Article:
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Review: Vets Outshine Leads in 'Savages'

Business makes for strange bedfellows, but for Chon, Ben and O, strange bedfellows makes for everyday life.

Audiences watching Savages may be wondering how their shared relationship works, but they are asked to accept it relatively early as intimate scenes come fast and frequently. The film depends on the audience's ability to believe that Chon, Ben and O really love one another and that love never seems to coalesce.

Taylor Kitsch, Aaron Johnson and Blake Lively perform admirably, but their chemistry is always in question. That wouldn't be a problem if we weren't asked to believe that Chon (Taylor Kitsch) and Ben (Aaron Johnson) are best friends and they would do anything to save O (Blake Lively), currently held in a compound guarded by a particularly psychotic Lado (Benecio Del Toro, in gleeful killer mode). Elena (Salma Hayek) wants Ben and Chon's successful drug business, and if she has to kill people to get it, she will. Yet, Elena underestimates these two Laguna residents and her mistakes pile up into corpses. What once started out as a business transaction has transformed into a brutal, bloody war.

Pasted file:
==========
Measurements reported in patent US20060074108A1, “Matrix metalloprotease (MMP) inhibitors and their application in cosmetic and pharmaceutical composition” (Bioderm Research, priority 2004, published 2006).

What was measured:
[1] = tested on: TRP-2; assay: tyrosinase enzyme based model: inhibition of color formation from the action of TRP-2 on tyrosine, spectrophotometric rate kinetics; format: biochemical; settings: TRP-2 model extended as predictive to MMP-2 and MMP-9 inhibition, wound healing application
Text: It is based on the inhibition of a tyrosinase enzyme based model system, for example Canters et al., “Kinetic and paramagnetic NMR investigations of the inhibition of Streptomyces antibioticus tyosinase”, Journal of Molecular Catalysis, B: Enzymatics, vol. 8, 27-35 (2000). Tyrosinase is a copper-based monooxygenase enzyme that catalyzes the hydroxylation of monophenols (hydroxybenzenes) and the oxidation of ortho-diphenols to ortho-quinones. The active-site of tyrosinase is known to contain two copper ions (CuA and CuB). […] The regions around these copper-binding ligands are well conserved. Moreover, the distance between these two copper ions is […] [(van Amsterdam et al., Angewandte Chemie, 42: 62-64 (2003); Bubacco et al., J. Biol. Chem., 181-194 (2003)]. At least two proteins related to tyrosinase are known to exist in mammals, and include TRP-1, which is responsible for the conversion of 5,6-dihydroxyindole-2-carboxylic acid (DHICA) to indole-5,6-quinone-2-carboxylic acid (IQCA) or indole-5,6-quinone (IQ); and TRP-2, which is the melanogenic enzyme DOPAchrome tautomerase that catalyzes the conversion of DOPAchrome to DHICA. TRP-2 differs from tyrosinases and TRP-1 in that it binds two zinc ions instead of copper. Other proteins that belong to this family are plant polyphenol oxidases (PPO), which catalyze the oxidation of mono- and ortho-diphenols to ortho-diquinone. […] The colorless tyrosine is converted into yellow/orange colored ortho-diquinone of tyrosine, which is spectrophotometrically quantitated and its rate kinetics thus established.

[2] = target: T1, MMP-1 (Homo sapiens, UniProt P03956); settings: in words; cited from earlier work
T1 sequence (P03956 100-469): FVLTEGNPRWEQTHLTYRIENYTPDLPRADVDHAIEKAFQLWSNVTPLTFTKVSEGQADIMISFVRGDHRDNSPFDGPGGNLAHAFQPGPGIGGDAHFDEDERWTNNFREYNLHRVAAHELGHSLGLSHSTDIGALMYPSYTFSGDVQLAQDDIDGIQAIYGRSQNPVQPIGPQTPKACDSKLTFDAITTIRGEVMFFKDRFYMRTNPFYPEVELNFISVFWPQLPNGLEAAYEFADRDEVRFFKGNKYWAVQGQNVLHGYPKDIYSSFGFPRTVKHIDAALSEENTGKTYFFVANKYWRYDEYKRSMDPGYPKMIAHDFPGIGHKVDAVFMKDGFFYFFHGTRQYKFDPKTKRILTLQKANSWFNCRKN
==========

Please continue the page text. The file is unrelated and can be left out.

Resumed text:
The slights of Savages aren't given much time to build to a fault as heavily stylized action scenes are often made the sole focus of the film. Vibrant colors lend themselves to pictures like this and Stone does best when he puts a gun in Taylor Kitsch's hand and lets him go to work. Still, the veterans of the cast outshine the young leads frequently. Salma Hayek is in prime form as a cartel leader with a serious case of Empty Nest Syndrome. Similarly, Benecio Del Toro and John Travolta's turns are highlights. When the film focuses on these storylines and puts Hayek, Del Toro and Travolta front and center, the technicolor excess works. 

If gruesome violence is too much for your sensibilities then there it should come as no surprise that sex is thrown into the mix as well. Multiple decapitations, rape, torture, all make an appearance in the film. Oliver Stone has returned to a primal state after several years of prestige films and documentaries about Latin America. The last time Stone was this colorful and violent was during turns as helmer of U-Turn and Natural Born Killers.

Oddly enough, for all of the harshness of the film, Stone takes the easy way out before concluding the film. In this case of Stone's genre flicks Savages is much closer to the former rather than the latter. 

**/****

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